Commercial drone technology advanced rapidly in the past decade, and companies like Walmart, Amazon, Verizon, CVS, and UPS are now actively testing drone services like home delivery, medical logistics, and infrastructure inspections. These drones fly in low-altitude airspace, however, which raises pressing questions about property rights, privacy, and federalism. Where does private property end and navigable airspace begin? What role will states and cities have, if any, in allowing or prohibiting drone operations?
In the 2018 FAA Reauthorization Act, Congress asked the GAO to study and report on the roles of federal, state, and local authorities in the regulation of drone operations. That GAO report was released in September 2020 and noted the complicated caselaw surrounding low-altitude airspace. Meanwhile, many states and cities are passing drone laws, including drone no-fly zones. Some recent state bills propose leasing airspace above public roads to drone companies. Many in the drone industry and at the FAA, however, dispute the authority of states to regulate this area.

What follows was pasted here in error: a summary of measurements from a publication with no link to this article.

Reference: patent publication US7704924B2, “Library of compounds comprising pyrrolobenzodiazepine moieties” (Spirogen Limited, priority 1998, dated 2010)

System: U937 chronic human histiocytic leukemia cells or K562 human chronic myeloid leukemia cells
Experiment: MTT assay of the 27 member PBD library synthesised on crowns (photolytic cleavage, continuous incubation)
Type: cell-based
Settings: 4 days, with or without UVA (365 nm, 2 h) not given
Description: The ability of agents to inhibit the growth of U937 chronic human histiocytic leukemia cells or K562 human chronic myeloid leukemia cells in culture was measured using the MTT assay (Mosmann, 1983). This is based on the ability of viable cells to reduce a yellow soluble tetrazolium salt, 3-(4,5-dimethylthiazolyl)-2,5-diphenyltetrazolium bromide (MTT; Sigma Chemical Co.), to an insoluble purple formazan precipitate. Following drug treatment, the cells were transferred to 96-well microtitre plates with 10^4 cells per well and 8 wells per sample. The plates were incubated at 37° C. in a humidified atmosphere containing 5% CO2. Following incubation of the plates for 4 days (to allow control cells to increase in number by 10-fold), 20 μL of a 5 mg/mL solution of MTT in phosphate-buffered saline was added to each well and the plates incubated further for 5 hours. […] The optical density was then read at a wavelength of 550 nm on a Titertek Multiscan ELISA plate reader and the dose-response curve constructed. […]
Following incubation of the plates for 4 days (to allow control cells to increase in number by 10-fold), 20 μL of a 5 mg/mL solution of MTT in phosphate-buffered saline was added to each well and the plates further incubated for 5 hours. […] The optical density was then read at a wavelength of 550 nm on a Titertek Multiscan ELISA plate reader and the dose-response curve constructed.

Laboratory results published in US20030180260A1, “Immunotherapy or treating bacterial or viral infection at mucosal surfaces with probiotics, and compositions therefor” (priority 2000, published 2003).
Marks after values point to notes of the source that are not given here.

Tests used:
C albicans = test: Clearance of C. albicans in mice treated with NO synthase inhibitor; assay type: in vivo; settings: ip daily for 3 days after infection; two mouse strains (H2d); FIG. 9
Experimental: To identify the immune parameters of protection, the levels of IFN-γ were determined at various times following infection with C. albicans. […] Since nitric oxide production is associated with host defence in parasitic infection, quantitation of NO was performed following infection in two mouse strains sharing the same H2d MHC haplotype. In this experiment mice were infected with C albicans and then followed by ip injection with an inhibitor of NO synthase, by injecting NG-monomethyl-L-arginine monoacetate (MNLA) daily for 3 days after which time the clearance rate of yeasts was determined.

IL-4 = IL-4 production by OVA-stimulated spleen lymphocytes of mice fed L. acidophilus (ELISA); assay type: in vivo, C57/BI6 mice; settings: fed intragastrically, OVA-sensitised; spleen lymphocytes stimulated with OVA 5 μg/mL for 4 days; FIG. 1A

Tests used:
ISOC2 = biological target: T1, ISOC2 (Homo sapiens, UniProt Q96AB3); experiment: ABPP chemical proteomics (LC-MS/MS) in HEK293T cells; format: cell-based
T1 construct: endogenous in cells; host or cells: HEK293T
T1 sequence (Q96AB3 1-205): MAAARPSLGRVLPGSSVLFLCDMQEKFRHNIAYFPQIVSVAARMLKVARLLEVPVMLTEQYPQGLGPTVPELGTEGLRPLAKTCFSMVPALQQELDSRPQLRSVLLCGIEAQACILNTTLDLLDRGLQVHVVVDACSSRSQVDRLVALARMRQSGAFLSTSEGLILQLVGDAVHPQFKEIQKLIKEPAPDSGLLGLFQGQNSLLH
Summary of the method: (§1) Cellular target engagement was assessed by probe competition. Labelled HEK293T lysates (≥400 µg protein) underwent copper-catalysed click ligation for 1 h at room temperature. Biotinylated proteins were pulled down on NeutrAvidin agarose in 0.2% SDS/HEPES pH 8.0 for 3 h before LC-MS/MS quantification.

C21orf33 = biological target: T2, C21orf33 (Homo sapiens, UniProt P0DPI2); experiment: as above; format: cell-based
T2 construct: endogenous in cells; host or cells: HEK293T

In this live podcast, experts debate these issues and more.
– Diana Marina Cooper, Head of U.S. Policy, Hyundai Urban Air Mobility
– Brent Skorup, Senior Research Fellow, Mercatus Center, George Mason University
– [Moderator] Adam Thierer, Senior Research Fellow, Mercatus Center, George Mason University
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As always, the Federalist Society takes no position on particular legal or public policy issues; all expressions of opinion are those of the speaker.